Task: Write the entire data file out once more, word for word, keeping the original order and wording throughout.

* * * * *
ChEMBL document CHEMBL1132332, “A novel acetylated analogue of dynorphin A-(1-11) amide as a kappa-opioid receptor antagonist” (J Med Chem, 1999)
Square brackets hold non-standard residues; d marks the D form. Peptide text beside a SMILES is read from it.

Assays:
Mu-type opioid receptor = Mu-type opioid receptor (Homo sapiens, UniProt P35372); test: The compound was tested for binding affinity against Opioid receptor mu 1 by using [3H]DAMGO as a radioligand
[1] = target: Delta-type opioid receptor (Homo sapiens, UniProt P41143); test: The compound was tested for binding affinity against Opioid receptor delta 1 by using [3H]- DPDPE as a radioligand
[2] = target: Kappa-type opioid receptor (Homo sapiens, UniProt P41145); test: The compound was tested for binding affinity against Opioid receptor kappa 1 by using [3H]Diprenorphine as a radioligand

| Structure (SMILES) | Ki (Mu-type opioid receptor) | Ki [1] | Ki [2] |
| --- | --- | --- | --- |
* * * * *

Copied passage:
ChEMBL document CHEMBL1132332, “A novel acetylated analogue of dynorphin A-(1-11) amide as a kappa-opioid receptor antagonist” (J Med Chem, 1999)
Square brackets hold non-standard residues; d marks the D form. Peptide text beside a SMILES is read from it.

Assays:
Mu-type opioid receptor = Mu-type opioid receptor (Homo sapiens, UniProt P35372); test: The compound was tested for binding affinity against Opioid receptor mu 1 by using [3H]DAMGO as a radioligand
[1] = target: Delta-type opioid receptor (Homo sapiens, UniProt P41143); test: The compound was tested for binding affinity against Opioid receptor delta 1 by using [3H]- DPDPE as a radioligand
[2] = target: Kappa-type opioid receptor (Homo sapiens, UniProt P41145); test: The compound was tested for binding affinity against Opioid receptor kappa 1 by using [3H]Diprenorphine as a radioligand

| Structure (SMILES) | Ki (Mu-type opioid receptor) | Ki [1] | Ki [2] |
| --- | --- | --- | --- |